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Joystiq review: Sam & Max - Situation: Comedy (PC)


We haven't recently visited the Telltale Games building, but it's relatively simple to imagine the state it's currently in. The lights are dimmed, a mysterious smoke wanders the hallways and all the doors are replaced by vividly colored, yet unmistakably tacky curtains. Game designers are predictably hunched over keyboards, only occasionally looking up to adjust top-heavy top hats and to twirl magic wands about. Somewhere, a woman is being sawn in half.

Naturally, you've come to the conclusion that we're comparing the folks behind the latest Sam & Max game to magicians (it was either that, or some Wizard of Oz nonsense). Indeed, Episode 2: Situation: Comedy excels in every area the first episode did, most of all in the one you can't see -- illusion. This adventure game is about as traditional as they come, with a central crisis only seeing resolution once a series of smaller and somewhat related puzzles has been solved. Objects are collected, dialogue trees are traversed and your inventory is applied to the environment. Those are the mechanics of the actual game and described as such, they don't sound awfully entertaining.

A great game will hide all of that though, making it disappear in a puff of smoke while you become entranced by the plot and characters. You'll be pleased to learn then, that Sam & Max is a great game. *cough*

And for my next trick ...

You know, there is a magician of sorts in Situation: Comedy. He's an unnervingly friendly sort of fellow with the fascinating abilities to change colors, read minds and creep you out with the most unnatural of voices. The cast also includes a television director who's clearly dead inside, a surprisingly useful cow and a forcefully magnanimous talk show host. The plot that ties them all together involves a second-rate TV studio that finds itself host to a live hostage situation. Myra Stump refuses to let her audience go (a captive audience, you see) and perpetually pelts them with useless gifts and terrible tirades regarding the state of American culture.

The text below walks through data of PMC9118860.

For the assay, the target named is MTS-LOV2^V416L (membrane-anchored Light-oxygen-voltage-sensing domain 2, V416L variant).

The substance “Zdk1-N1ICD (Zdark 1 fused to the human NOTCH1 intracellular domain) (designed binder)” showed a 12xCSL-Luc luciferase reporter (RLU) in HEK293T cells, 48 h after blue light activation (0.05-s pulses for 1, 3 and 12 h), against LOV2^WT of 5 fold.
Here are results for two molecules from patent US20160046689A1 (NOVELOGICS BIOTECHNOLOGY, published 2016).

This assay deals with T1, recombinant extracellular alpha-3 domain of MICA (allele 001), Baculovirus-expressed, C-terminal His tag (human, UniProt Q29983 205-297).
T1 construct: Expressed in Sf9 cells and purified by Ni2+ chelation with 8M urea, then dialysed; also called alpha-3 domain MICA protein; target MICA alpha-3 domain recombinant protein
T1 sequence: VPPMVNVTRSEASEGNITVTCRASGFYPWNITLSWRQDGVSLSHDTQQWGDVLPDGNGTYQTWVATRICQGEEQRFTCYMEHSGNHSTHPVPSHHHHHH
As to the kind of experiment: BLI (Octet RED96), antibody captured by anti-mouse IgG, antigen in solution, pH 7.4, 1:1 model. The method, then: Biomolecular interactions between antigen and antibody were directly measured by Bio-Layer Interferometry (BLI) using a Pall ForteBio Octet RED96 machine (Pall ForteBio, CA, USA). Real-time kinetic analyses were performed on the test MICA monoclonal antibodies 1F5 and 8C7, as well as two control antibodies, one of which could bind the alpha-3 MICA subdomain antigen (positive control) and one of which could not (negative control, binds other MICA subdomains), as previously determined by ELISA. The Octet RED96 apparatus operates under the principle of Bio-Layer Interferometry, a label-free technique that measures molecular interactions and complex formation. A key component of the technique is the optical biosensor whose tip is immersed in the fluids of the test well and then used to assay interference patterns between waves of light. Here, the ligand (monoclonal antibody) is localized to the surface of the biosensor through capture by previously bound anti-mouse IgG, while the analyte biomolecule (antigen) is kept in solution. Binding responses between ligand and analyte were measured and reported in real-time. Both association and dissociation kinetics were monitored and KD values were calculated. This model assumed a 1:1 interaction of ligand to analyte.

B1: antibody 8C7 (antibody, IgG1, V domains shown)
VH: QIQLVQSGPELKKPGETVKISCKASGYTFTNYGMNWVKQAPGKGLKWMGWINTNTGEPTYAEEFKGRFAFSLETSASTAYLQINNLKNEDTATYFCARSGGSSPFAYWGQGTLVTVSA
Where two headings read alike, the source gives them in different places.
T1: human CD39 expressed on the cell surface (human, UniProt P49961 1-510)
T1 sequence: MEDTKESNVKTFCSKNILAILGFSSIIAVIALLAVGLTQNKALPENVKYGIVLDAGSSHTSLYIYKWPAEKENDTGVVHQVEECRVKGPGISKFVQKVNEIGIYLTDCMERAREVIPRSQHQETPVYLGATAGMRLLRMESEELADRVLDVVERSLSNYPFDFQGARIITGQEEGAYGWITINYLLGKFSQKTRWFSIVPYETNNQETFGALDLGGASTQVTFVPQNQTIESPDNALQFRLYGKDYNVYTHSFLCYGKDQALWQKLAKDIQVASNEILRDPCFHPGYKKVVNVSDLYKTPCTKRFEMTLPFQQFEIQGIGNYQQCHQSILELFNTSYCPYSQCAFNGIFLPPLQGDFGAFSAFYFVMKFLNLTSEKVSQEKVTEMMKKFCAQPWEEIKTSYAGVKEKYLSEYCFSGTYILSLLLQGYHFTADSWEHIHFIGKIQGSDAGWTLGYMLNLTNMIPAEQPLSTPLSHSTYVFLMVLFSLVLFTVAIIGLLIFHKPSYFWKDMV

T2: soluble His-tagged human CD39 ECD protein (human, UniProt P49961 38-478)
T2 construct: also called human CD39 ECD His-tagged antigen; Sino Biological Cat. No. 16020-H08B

It's a situation ripe for parody and satire, which also means it's perfect material for the highly untrained detective duo, Sam & Max. Not much time passes before they become unwitting game show contestants or impromptu cooking show hosts and -- as they say -- hilarity ensues. Perhaps "hilarity pursues" would be a more apt line. Unless you're exceptionally skilled or exceptionally dead, there's very little chance that you'll be able to escape the adventure without some embarrassingly loud laughs. The running jokes are fast.

"Good 'ole TV. It's the only way I still feel well-adjusted."

Again, superb voice acting and consistently clever writing combine to form an unstoppable force (we're thinking giant robot clown) of one-liners, off-the-wall repartees and even some sneaky Monkey Island references. Sam's wonderfully deadpan delivery remains funny as ever and the newly recast Max (the change is barely noticeable) manages to strike just the right balance between adorable and rabid. The rest of the cast performs just as well, with a particularly pleasing surprise coming in the form of fresh spins given to returning characters. Sybil's in a new line of work now (natch) and Bosco deems it necessary to speak an entirely different language (much to Max's dismay).

Already there's a feeling of familiarity growing between player and cast, much like you'd expect from a good sitcom. Of course, the Sam & Max series is several leagues above most sitcoms, but the episodic nature of Telltale's take seems more and more ideal for the characters as each episode goes by. Consistency will be the key, not only in release schedule but also in terms of story, humor and puzzles.

"It's self-explanatory."
"Uh, we don't have time to explain it to ourselves. Why don't you explain it?"

As was the case with Culture Shock, (we should have just reprinted that review, it seems) the puzzles in Situation: Comedy are immensely fun and completely logical ... at least within Sam & Max's twisted universe. To apply the puzzles to a real-world situation is to invite madness, so it really is a testament to the game's impeccable presentation and sense of humor that you essentially learn to think like a crazy person -- and quickly. The difficulty still errs on the side of easy, especially for veteran adventures, but it never feels like the game is holding your hand. That would be gross.

Lengthwise, Episode 2 seems slightly shorter than the last (we reached the end credits in about two and a half hours), but still of a length befitting the episodic label and ridiculously affordable price. Even so, it's hard to put a price on a few hours of quality adventure gaming. It certainly works out cheaper than hiring a magician for the same amount of time.

Sam & Max: Situation: Comedy is available now on the Gametap subscription service. On January 5th, it will become available for download on Telltale Games' official website. $8.95 will net you a single episode, with $34.95 giving you the entire forthcoming season (six episodes in total).

Overall score: 8 / 10

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